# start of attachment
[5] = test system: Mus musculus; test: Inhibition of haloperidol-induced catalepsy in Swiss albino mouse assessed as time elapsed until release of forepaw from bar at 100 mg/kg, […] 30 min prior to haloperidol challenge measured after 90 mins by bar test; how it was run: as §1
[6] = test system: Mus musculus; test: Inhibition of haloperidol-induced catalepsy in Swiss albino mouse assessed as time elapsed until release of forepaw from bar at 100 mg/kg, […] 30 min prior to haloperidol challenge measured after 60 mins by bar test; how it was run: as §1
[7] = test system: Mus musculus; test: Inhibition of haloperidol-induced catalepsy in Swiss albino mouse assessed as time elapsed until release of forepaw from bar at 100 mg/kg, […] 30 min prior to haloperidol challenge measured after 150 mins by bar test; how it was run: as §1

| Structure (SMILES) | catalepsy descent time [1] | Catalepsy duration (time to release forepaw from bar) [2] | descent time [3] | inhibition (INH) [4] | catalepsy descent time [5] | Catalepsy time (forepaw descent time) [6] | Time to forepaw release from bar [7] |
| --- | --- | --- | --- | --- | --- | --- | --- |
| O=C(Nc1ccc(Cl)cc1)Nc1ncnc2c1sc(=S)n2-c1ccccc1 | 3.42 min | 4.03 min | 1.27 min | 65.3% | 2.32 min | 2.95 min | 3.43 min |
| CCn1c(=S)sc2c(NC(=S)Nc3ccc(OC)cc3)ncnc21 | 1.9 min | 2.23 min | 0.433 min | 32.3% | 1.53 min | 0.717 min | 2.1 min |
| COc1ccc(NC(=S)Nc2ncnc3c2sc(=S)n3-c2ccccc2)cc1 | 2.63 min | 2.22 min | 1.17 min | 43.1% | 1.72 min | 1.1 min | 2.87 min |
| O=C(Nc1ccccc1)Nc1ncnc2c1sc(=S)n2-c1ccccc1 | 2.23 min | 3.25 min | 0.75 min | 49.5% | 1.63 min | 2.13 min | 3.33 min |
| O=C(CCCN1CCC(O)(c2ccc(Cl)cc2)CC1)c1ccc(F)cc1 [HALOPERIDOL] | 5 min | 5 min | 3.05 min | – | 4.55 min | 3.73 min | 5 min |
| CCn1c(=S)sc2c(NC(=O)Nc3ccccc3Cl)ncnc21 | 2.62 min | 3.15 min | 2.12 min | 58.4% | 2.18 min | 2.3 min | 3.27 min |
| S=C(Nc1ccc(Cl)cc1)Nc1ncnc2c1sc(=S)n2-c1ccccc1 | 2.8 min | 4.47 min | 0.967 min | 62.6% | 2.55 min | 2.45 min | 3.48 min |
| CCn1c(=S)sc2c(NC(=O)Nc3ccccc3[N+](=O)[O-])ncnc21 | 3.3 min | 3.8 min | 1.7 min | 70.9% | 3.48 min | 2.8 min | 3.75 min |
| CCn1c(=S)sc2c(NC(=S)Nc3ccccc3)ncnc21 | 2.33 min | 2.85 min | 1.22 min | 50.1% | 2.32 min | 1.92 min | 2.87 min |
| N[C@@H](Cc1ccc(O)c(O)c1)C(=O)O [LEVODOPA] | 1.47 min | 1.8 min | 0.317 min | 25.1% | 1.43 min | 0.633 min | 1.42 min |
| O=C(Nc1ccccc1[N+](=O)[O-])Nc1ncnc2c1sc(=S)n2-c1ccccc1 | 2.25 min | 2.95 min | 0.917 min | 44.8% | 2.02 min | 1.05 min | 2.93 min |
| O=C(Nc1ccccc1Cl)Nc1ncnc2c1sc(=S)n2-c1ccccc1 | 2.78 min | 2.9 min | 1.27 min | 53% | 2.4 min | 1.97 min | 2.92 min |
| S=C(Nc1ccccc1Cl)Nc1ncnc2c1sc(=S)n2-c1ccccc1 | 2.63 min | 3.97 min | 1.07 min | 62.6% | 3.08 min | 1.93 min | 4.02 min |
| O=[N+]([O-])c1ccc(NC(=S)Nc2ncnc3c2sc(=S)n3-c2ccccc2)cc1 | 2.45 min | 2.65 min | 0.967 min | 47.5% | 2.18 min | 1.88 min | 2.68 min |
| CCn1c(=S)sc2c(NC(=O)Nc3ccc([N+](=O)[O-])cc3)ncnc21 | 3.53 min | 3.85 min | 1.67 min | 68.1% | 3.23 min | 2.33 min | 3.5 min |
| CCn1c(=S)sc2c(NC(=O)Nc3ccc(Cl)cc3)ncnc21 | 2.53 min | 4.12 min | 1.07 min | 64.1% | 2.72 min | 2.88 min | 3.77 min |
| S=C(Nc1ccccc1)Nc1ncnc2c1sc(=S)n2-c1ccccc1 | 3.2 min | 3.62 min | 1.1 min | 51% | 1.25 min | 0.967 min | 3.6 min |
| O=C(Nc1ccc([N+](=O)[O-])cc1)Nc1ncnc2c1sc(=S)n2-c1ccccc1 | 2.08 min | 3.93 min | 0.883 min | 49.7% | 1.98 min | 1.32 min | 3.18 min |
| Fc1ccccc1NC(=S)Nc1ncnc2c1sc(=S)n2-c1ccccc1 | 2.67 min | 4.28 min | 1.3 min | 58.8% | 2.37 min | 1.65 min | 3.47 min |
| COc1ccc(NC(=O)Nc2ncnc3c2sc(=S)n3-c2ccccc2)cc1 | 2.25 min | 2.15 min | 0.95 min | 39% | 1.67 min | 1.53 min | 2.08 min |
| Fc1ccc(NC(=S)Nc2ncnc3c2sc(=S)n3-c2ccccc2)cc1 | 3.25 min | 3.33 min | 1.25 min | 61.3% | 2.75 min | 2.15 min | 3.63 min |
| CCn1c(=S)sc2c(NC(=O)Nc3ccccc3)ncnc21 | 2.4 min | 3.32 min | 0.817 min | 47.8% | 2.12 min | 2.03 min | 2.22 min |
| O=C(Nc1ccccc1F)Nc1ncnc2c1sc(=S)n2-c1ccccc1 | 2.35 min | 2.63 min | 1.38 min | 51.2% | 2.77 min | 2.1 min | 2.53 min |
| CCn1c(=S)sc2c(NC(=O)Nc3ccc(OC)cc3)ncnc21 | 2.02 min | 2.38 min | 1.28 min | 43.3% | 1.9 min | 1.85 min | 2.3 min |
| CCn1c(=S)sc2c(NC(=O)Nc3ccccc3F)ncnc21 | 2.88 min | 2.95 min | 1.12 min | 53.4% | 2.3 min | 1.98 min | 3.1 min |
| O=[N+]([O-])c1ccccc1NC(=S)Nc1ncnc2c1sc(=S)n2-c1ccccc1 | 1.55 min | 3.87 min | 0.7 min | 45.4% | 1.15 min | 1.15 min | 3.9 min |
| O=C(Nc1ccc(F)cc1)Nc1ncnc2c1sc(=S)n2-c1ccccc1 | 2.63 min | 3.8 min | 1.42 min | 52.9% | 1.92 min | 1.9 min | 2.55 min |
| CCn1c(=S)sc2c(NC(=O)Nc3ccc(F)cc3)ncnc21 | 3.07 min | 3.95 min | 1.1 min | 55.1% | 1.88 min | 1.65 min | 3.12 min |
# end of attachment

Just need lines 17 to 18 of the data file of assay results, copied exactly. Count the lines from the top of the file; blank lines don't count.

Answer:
| O=C(Nc1ccccc1Cl)Nc1ncnc2c1sc(=S)n2-c1ccccc1 | 2.78 min | 2.9 min | 1.27 min | 53% | 2.4 min | 1.97 min | 2.92 min |
| S=C(Nc1ccccc1Cl)Nc1ncnc2c1sc(=S)n2-c1ccccc1 | 2.63 min | 3.97 min | 1.07 min | 62.6% | 3.08 min | 1.93 min | 4.02 min |